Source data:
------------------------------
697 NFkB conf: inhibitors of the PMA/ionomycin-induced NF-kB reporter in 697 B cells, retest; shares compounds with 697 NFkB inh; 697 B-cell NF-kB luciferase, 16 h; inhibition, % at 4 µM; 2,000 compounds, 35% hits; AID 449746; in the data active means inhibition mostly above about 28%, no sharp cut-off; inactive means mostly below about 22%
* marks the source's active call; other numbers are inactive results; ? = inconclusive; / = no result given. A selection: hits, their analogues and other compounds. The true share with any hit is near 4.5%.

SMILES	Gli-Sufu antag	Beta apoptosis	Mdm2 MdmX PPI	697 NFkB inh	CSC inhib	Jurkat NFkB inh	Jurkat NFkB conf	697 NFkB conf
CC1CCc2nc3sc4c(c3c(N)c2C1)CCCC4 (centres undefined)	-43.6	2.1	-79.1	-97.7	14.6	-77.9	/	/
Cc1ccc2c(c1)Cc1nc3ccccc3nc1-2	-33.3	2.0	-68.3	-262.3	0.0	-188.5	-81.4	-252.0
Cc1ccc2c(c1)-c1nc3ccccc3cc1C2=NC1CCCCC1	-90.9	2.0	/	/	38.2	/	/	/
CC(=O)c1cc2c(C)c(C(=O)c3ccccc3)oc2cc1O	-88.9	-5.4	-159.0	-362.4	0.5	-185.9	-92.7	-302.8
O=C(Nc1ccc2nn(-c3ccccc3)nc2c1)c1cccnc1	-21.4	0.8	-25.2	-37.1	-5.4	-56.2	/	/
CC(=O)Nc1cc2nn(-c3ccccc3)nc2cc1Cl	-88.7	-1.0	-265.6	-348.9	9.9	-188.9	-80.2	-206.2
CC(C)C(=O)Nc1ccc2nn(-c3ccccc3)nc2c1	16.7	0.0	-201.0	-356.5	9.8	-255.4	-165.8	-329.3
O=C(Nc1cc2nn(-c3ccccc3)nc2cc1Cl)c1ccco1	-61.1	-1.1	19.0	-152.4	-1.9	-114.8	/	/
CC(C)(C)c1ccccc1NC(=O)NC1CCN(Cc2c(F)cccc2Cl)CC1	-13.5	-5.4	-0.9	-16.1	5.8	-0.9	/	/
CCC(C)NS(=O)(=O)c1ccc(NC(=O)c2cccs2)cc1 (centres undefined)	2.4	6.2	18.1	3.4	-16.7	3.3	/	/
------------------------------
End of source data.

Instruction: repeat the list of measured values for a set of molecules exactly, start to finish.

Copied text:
697 NFkB conf: inhibitors of the PMA/ionomycin-induced NF-kB reporter in 697 B cells, retest; shares compounds with 697 NFkB inh; 697 B-cell NF-kB luciferase, 16 h; inhibition, % at 4 µM; 2,000 compounds, 35% hits; AID 449746; in the data active means inhibition mostly above about 28%, no sharp cut-off; inactive means mostly below about 22%
* marks the source's active call; other numbers are inactive results; ? = inconclusive; / = no result given. A selection: hits, their analogues and other compounds. The true share with any hit is near 4.5%.

SMILES	Gli-Sufu antag	Beta apoptosis	Mdm2 MdmX PPI	697 NFkB inh	CSC inhib	Jurkat NFkB inh	Jurkat NFkB conf	697 NFkB conf
CC1CCc2nc3sc4c(c3c(N)c2C1)CCCC4 (centres undefined)	-43.6	2.1	-79.1	-97.7	14.6	-77.9	/	/
Cc1ccc2c(c1)Cc1nc3ccccc3nc1-2	-33.3	2.0	-68.3	-262.3	0.0	-188.5	-81.4	-252.0
Cc1ccc2c(c1)-c1nc3ccccc3cc1C2=NC1CCCCC1	-90.9	2.0	/	/	38.2	/	/	/
CC(=O)c1cc2c(C)c(C(=O)c3ccccc3)oc2cc1O	-88.9	-5.4	-159.0	-362.4	0.5	-185.9	-92.7	-302.8
O=C(Nc1ccc2nn(-c3ccccc3)nc2c1)c1cccnc1	-21.4	0.8	-25.2	-37.1	-5.4	-56.2	/	/
CC(=O)Nc1cc2nn(-c3ccccc3)nc2cc1Cl	-88.7	-1.0	-265.6	-348.9	9.9	-188.9	-80.2	-206.2
CC(C)C(=O)Nc1ccc2nn(-c3ccccc3)nc2c1	16.7	0.0	-201.0	-356.5	9.8	-255.4	-165.8	-329.3
O=C(Nc1cc2nn(-c3ccccc3)nc2cc1Cl)c1ccco1	-61.1	-1.1	19.0	-152.4	-1.9	-114.8	/	/
CC(C)(C)c1ccccc1NC(=O)NC1CCN(Cc2c(F)cccc2Cl)CC1	-13.5	-5.4	-0.9	-16.1	5.8	-0.9	/	/
CCC(C)NS(=O)(=O)c1ccc(NC(=O)c2cccs2)cc1 (centres undefined)	2.4	6.2	18.1	3.4	-16.7	3.3	/	/